"Once upon a time, journalists were heroes," Steffi Czerny introduces the prestigious journalism panel. "That was long before social networks were challenging the authority of established media." It seems as if traditional journalism has been undergoing an identity crisis ever since the multitude of online voices are growing louder. "We have to make better use of those new sources of information," Arthur Sulzberger, Chairman and Publisher of The New York Times, demanded.
It's a power shift that puts the old media into a corner. They have to react, make use of what's out there, their new audience. "I'm fascinated by the new forms of authority," Martin Nisenholtz admitted. "The audience actually becomes the editor of the authorities." Nisenholtz, who had left The New York Times in 2011 after sixteen years as the driving force behind the digital strategy, said it's most crucial to bridge new and old media.
"Actually, we have to work very hard to keep our authority," said Katharina Borchert, CEO of Spiegel Online. New forms of high quality advertisement online, native ads seaminglessly put into the news, threaten the former separation of contents: marketing vs. journalism. One has to fight for the attention of the reader and keep it.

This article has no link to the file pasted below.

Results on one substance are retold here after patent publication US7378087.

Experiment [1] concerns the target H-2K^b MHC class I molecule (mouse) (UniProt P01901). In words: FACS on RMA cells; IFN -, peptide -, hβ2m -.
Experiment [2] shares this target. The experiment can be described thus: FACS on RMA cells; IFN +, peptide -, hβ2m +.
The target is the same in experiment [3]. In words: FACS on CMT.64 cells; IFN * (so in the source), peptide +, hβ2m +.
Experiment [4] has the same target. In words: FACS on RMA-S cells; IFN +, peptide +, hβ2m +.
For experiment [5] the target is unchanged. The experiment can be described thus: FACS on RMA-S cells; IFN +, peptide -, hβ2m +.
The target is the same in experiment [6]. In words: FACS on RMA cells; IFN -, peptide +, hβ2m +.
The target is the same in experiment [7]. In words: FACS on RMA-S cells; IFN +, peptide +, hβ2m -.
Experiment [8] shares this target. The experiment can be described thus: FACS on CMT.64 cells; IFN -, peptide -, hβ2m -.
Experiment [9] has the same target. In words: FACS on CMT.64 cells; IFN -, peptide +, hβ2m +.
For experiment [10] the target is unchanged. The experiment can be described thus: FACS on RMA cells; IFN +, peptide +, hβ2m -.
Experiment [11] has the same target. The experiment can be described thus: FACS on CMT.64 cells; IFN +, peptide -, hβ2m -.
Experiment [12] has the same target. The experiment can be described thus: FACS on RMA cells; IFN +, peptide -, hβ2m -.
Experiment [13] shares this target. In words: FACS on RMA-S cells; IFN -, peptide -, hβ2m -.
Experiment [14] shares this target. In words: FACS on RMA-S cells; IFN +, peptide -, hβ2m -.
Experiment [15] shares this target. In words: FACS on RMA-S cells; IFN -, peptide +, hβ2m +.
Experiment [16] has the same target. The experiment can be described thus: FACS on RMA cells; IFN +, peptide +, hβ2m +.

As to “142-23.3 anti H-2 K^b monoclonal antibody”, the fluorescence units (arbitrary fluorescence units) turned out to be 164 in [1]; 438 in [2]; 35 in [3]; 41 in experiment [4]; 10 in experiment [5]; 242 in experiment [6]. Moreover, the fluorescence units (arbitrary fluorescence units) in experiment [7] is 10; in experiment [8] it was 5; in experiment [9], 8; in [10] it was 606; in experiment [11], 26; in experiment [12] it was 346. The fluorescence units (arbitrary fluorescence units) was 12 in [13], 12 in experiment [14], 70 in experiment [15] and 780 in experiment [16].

Why follow an authority when you can curate your own content? Jeff Jarvis, blogger, j-school prof and author of 'What Would Google Do", described the new media as a platform. A scenery of anarchistic content managers pops into my mind when he speaks about how to leave the urge to be a mediator behind. His advice: Become a platform builder and add value on top of that, in form of varifying facts for instance.
Is that really all there is what established - one could say admired - media like The New York Times and Spiegel can do in order to stay relevant? Digital subscriptions become more and more important, Sulzberger said, and with it the engagement with the audience. The importance moreover lies in the watchdog role, keeping an eye of what is happening in public sectors like politics. However, they need to find a sustainable economic model for quality journalism.
The key to this, the panelists agree, may well lie within the use of social platforms itself as a new form of spreading content. Instead of blaming networks like Google, Twitter and FB, traditional media should be focusing on what they are best at: producing reliable well-researched information across borders, like China and India with nationally relevant content.
"We should be using the power we still have to support journalists in the field," Katharina Borchers closed the session. "We should get up and do our damn best and deliver," so that the promise of quality reporting by established media may hold.